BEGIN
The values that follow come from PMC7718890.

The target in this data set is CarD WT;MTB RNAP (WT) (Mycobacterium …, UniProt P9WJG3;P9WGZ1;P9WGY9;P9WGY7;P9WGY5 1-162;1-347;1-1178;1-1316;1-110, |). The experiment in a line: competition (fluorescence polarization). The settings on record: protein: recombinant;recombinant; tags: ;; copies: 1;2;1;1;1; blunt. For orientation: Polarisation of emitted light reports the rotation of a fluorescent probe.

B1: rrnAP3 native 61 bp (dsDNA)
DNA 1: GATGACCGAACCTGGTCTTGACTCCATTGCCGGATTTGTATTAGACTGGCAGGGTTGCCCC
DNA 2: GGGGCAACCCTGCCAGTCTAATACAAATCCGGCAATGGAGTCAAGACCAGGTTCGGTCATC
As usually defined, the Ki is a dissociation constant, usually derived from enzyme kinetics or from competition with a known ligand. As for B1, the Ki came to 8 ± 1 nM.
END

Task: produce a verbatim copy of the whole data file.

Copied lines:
The values that follow come from PMC7718890.

The target in this data set is CarD WT;MTB RNAP (WT) (Mycobacterium …, UniProt P9WJG3;P9WGZ1;P9WGY9;P9WGY7;P9WGY5 1-162;1-347;1-1178;1-1316;1-110, |). The experiment in a line: competition (fluorescence polarization). The settings on record: protein: recombinant;recombinant; tags: ;; copies: 1;2;1;1;1; blunt. For orientation: Polarisation of emitted light reports the rotation of a fluorescent probe.

B1: rrnAP3 native 61 bp (dsDNA)
DNA 1: GATGACCGAACCTGGTCTTGACTCCATTGCCGGATTTGTATTAGACTGGCAGGGTTGCCCC
DNA 2: GGGGCAACCCTGCCAGTCTAATACAAATCCGGCAATGGAGTCAAGACCAGGTTCGGTCATC
As usually defined, the Ki is a dissociation constant, usually derived from enzyme kinetics or from competition with a known ligand. As for B1, the Ki came to 8 ± 1 nM.